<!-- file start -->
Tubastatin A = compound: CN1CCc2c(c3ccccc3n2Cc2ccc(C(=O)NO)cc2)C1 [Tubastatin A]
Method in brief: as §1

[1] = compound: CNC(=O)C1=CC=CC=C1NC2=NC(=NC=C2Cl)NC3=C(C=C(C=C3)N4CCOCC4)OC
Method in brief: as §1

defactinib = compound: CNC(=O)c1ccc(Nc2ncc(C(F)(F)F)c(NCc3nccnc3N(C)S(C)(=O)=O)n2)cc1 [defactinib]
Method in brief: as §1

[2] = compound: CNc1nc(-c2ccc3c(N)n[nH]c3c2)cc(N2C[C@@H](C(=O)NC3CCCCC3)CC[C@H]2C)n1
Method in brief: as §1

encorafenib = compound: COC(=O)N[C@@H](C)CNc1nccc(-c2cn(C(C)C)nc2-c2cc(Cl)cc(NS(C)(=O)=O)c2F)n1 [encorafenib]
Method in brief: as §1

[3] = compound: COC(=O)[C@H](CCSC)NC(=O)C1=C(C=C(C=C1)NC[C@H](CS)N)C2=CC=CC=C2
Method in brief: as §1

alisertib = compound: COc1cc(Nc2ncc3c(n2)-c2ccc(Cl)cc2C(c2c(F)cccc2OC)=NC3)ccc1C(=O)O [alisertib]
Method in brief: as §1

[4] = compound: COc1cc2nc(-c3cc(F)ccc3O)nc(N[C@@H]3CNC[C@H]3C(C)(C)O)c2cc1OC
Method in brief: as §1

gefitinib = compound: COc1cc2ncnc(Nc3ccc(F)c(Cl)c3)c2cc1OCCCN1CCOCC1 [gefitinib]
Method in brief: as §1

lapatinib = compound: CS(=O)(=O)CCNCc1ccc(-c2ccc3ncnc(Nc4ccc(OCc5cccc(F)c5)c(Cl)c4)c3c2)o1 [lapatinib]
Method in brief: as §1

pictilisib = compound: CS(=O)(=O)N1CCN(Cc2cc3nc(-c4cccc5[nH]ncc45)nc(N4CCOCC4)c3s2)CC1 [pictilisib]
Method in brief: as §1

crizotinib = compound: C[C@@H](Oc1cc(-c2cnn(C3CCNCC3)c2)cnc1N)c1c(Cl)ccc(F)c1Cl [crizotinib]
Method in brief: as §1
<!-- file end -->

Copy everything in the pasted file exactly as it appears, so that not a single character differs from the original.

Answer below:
Tubastatin A = compound: CN1CCc2c(c3ccccc3n2Cc2ccc(C(=O)NO)cc2)C1 [Tubastatin A]
Method in brief: as §1

[1] = compound: CNC(=O)C1=CC=CC=C1NC2=NC(=NC=C2Cl)NC3=C(C=C(C=C3)N4CCOCC4)OC
Method in brief: as §1

defactinib = compound: CNC(=O)c1ccc(Nc2ncc(C(F)(F)F)c(NCc3nccnc3N(C)S(C)(=O)=O)n2)cc1 [defactinib]
Method in brief: as §1

[2] = compound: CNc1nc(-c2ccc3c(N)n[nH]c3c2)cc(N2C[C@@H](C(=O)NC3CCCCC3)CC[C@H]2C)n1
Method in brief: as §1

encorafenib = compound: COC(=O)N[C@@H](C)CNc1nccc(-c2cn(C(C)C)nc2-c2cc(Cl)cc(NS(C)(=O)=O)c2F)n1 [encorafenib]
Method in brief: as §1

[3] = compound: COC(=O)[C@H](CCSC)NC(=O)C1=C(C=C(C=C1)NC[C@H](CS)N)C2=CC=CC=C2
Method in brief: as §1

alisertib = compound: COc1cc(Nc2ncc3c(n2)-c2ccc(Cl)cc2C(c2c(F)cccc2OC)=NC3)ccc1C(=O)O [alisertib]
Method in brief: as §1

[4] = compound: COc1cc2nc(-c3cc(F)ccc3O)nc(N[C@@H]3CNC[C@H]3C(C)(C)O)c2cc1OC
Method in brief: as §1

gefitinib = compound: COc1cc2ncnc(Nc3ccc(F)c(Cl)c3)c2cc1OCCCN1CCOCC1 [gefitinib]
Method in brief: as §1

lapatinib = compound: CS(=O)(=O)CCNCc1ccc(-c2ccc3ncnc(Nc4ccc(OCc5cccc(F)c5)c(Cl)c4)c3c2)o1 [lapatinib]
Method in brief: as §1

pictilisib = compound: CS(=O)(=O)N1CCN(Cc2cc3nc(-c4cccc5[nH]ncc45)nc(N4CCOCC4)c3s2)CC1 [pictilisib]
Method in brief: as §1

crizotinib = compound: C[C@@H](Oc1cc(-c2cnn(C3CCNCC3)c2)cnc1N)c1c(Cl)ccc(F)c1Cl [crizotinib]
Method in brief: as §1